choosing between brass


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KFDiesel
October 26, 2008, 09:17 AM
Midway USA has 2000 .223 brass from Win. for $383 in stock but the Rem is out of stock at$410. Is the win cheap stuff? Should I just order Rem and wait?
Thanks,
Kirk

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moooose102
October 26, 2008, 09:27 AM
i use a lot of winchester brass. it seems fine to me. i have not tried any of the real expensive brass like lapua or norma, so i can not comment on those. the only complaint i have is with my 300 win mag. it splits the necks after about 3 reloads. but it does that with winchester, remington, or federal. so i am annealing every neck, every time i load it, see if that helps.

KFDiesel
October 26, 2008, 04:27 PM
your doing what to the neck each time?

moosehunt
October 26, 2008, 07:43 PM
That is a good plan to anneal (provided it's done correctly), but no need or advantage in doing it every reloading. About every 5th (short end) to 7th loading will give you all the advantage you'll get, which indeed is significant.

ranger335v
October 26, 2008, 08:02 PM
"Midway USA has 2000 .223 brass from Win. for $383 in stock but the Rem is out of stock at$410. Is the win cheap stuff?"

Well, from your figures, WW is certainly less expensive. ??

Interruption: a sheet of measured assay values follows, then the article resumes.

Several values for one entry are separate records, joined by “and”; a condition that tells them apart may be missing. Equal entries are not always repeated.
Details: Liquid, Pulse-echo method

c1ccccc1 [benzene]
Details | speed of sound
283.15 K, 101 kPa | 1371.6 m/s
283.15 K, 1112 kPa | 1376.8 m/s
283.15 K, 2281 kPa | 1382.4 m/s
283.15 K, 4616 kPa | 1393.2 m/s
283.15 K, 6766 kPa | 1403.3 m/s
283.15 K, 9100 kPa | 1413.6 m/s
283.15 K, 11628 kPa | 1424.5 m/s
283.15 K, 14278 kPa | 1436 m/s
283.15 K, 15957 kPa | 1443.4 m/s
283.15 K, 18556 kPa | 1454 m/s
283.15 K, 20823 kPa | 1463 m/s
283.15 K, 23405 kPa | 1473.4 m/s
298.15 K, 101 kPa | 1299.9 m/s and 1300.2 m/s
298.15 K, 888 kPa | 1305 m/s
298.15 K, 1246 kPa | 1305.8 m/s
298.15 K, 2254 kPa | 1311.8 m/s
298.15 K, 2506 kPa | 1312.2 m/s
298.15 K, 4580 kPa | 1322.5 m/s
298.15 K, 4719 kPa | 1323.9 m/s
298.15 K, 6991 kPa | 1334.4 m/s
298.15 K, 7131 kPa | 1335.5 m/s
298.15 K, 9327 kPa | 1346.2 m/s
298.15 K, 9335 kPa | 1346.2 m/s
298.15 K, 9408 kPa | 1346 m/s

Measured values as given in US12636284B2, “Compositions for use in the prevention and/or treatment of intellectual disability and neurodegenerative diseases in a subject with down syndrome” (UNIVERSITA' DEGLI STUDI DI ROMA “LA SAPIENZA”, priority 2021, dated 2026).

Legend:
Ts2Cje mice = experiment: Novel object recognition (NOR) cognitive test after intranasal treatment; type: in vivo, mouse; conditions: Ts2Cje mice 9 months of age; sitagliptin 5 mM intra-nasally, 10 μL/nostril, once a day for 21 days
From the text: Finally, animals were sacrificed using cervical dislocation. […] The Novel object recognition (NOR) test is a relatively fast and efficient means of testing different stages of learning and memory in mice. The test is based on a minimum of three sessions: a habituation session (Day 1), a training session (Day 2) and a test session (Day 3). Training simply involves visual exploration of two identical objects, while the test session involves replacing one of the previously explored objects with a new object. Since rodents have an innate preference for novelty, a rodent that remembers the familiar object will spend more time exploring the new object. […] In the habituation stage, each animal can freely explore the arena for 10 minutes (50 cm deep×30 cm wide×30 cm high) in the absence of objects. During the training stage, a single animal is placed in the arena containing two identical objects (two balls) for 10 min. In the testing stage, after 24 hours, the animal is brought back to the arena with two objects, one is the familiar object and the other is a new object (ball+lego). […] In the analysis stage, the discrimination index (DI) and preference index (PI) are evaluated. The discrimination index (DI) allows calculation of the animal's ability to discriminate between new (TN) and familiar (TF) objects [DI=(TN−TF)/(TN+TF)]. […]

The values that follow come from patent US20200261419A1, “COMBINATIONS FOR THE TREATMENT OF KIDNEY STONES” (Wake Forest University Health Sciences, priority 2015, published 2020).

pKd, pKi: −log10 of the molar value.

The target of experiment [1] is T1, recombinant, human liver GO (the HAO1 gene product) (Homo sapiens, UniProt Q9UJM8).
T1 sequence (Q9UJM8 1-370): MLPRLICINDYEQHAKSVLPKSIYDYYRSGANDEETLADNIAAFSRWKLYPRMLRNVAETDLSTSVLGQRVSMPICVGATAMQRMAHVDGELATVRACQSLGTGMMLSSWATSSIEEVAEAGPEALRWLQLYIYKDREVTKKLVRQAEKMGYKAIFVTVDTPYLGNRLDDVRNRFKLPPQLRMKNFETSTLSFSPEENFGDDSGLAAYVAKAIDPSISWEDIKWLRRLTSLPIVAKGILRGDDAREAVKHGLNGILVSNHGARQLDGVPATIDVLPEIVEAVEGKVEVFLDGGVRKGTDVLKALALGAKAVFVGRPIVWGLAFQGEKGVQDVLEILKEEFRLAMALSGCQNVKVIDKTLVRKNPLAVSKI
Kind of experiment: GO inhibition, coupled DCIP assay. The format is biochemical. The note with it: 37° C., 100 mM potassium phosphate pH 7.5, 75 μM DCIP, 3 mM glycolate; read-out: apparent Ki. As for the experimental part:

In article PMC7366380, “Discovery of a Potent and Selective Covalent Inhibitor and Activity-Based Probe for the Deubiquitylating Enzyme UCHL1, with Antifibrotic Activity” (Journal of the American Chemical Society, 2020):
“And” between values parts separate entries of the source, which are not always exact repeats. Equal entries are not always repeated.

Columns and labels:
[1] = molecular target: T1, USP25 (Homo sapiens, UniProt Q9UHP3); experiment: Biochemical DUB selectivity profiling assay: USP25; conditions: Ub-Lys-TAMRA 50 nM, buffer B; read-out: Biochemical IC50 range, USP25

Perhaps a better question is if the Rem is worth 6% percent more than WW. Depends on what you expect but probably not, at least not for me. WW brass tends to be both harder and thinner than RP. That means we can safely get a bit more powder in and do it safely but the cases will split sooner.

How long a case neck will last before splitting is largely determined by the difference between the fired diameter (chamber) and sized diameter (before it's expanded) AND how hard the brass is. For sure, the more any case gets worked, the quicker it splits.

Annealing sure changes that tho. But, poor annealing methods also damages the necks so you have to know what you are doing for it to work well enough to try.

KFDiesel
October 26, 2008, 09:30 PM
Very interesting. Thank you

moooose102
October 26, 2008, 10:28 PM
That is a good plan to anneal (provided it's done correctly), but no need or advantage in doing it every reloading. About every 5th (short end) to 7th loading will give you all the advantage you'll get, which indeed is significant.

well, considering i usually only get 3 reloads before the neck splits, i will never get to that point. so i figure i will go a different route and see what happens. if it works, great. if it doesnt. i will have to buy a lot of brass. same as not doing anything. i do not know why it happens. i keep the brass trimmed, i used to think it had to do with full length resizing. but i bought a hornady neck size die, and it still happened.

moosehunt
October 27, 2008, 01:01 PM
Normally, it shouldn't be necessary, but I suggest you try annealing the brass before you load it the first time, and see what happens. Keep in mind, annealing isn't rocket science, but indeed, it must be done correctly or nothing is gained, and in fact, a negative effect could be produced. Once I started annealing (multiple calibers/cartridges), I had excellent gains in case life, having very few neck splits in any cartridge prior to a dozen reloads, often quite a few more. I generally anneal at about every 6th or 7th loading. Now, my brass usually expires for something other than neck splits.

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